Manitou Springs, Colorado is a beautiful and historic city at the foot of Pikes Peak. It was home for the first five years of my residence in Colorado. That made it particularly disturbing to witness the flooding that took place there in 2013 as a result of the Waldo Canyon Fire. The fire burned over 18,000 acres and destroyed record numbers of homes the previous year. The heavy loss of trees and other vegetation left nothing to hold back the soil that had developed a hydrophobic layer due to the heat of the fire, making it conducive to erosion and creating flood prone conditions.
The Rocky Mountain Field Institute (RMFI) (http://www.rmfi.org/) is one of the organizations working to ameliorate these conditions. I volunteered with them to make log erosion barriers (LEBs) to redirect the flow of water for post-fire flood mitigation. Williams Canyon is adjacent to Waldo Canyon and that was the site of the LEB project. We created LEBs by placing burned trees along the contour line and in relation to each other so as to direct rainwater down the slope in a more controlled manner. We dug trenches to place the logs in, making them as level as possible, packed dirt in front of and behind the logs, and installed end caps made of rocks or smaller logs. Then we pounded stakes in to secure the logs. Finally we raked, seeded and tamped down the ground.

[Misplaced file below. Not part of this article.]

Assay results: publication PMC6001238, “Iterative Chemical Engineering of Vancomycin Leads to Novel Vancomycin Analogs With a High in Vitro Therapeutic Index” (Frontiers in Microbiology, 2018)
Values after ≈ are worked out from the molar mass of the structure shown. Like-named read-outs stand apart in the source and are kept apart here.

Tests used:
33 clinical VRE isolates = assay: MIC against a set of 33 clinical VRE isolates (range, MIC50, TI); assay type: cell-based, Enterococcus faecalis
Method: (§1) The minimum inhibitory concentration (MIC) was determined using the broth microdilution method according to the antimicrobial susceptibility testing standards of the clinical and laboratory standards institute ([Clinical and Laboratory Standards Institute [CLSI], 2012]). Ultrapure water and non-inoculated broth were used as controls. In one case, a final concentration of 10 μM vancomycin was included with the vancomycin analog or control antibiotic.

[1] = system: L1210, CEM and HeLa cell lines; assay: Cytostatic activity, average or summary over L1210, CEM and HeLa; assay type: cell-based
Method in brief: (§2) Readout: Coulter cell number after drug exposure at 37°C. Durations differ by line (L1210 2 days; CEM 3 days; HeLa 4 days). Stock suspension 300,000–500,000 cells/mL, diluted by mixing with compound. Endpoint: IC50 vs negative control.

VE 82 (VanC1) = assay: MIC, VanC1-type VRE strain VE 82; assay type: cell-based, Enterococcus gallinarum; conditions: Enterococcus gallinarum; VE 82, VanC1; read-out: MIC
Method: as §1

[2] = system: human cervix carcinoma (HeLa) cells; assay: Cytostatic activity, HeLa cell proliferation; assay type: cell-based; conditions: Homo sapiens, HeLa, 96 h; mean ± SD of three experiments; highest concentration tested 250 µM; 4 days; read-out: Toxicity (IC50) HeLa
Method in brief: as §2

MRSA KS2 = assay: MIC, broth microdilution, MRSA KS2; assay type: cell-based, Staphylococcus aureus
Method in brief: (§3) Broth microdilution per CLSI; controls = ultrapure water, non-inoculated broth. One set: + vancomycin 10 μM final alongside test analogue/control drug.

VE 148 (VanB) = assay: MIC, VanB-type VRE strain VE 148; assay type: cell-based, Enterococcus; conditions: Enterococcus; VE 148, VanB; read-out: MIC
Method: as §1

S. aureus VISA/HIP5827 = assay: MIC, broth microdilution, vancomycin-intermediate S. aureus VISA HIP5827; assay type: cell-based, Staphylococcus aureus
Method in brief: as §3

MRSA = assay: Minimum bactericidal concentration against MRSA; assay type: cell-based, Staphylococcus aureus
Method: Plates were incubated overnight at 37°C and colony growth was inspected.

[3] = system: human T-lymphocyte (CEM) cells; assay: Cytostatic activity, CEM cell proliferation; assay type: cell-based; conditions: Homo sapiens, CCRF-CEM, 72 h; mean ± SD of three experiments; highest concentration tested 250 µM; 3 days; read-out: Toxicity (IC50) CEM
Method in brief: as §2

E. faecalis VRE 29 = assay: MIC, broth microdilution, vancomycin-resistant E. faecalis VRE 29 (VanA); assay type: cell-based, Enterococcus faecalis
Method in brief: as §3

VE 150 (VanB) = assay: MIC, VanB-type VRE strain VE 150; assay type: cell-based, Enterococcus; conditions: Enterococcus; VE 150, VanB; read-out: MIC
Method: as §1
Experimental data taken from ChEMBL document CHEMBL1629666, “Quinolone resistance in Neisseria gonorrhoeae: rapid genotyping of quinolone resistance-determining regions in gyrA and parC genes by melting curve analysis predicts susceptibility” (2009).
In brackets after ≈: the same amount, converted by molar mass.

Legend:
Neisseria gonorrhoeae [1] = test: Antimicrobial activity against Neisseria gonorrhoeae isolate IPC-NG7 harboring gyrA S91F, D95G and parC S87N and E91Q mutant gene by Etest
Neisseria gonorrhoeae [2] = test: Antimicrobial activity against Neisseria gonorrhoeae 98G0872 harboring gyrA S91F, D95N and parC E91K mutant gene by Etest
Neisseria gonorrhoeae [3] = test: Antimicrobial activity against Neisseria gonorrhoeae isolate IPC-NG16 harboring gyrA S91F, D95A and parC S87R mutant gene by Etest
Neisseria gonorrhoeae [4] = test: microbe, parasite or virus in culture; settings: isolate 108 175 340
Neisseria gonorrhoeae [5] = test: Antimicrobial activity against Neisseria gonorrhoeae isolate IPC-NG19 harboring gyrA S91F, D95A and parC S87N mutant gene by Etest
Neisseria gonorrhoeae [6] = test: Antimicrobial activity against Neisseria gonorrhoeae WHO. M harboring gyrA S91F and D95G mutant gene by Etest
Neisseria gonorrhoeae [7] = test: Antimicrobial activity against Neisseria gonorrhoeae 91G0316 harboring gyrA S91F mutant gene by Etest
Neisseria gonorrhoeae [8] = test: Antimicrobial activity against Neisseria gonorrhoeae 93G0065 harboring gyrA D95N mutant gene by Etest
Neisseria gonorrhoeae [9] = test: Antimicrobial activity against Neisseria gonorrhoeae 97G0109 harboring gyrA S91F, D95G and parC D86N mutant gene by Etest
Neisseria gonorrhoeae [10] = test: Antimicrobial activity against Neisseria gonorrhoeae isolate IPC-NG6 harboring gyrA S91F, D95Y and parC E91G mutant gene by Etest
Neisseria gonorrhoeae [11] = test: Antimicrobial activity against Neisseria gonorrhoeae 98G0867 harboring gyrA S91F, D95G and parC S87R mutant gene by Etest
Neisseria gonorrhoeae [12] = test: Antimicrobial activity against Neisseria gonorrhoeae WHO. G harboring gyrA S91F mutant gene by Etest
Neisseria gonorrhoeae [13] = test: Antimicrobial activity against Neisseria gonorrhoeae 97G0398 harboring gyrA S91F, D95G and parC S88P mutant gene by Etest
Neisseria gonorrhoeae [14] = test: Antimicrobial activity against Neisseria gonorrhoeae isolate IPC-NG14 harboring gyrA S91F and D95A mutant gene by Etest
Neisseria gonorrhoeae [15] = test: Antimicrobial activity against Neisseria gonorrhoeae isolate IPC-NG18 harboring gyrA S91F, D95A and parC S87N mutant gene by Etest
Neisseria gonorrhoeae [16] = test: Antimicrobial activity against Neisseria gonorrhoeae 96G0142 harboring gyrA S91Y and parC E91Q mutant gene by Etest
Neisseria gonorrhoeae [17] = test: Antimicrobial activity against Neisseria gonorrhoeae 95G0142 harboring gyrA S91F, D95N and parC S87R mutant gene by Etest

Earlier this year I participated in a skills training workshop conducted jointly by RMFI, The Coalition for the Upper South Platte (CUSP), and Volunteers for Outdoor Colorado (VOC), along with the Flying W Ranch. We learned about LEBs and seeding. I had gained experience we these flood mitigation methods from volunteering with CUSP after the Hayman Fire, which occurred ten years before the Waldo Canyon Fire, but the training was a good refresher. One of the requirements for attending the workshop was that each participant volunteer for at least three project workdays with any of, or any combination of, those organizations. This project fulfilled a part of that requirement, as well as the internship requirement, and was beneficial to the environment. It was also a step toward ensuring that I will be able to make my way up and down Ute Pass this summer! The best part for me was the nostalgic memories that were triggered by the project, and knowing that our work was going toward a necessary and important cause. The most challenging part was reconciling the slight variations in methodologies employed by the different organizations. Actually it was carrying tools while climbing back up the hill at the end of the workday.
Another bit of community service I participated in with Keep Woodland Park Beautiful (KWPB) http://www.keepwoodlandparkbeautiful.org/, a city committee, was the annual Woodland Park city-wide clean-up. As a member of KWPB I helped plan and conduct the event, and picked up trash too. The best part was seeing the immense amount of trash picked up by the many volunteers. The worst part was realizing that there was that much trash to be picked up.
From these community service projects I gained a feeling of satisfaction that I had made a small contribution toward improving the condition of the environment. It was also encouraging for me to see so many young people who actually care enough to step up and do their part. This experience gave me greater motivation and inspiration to participate in more of these types of projects.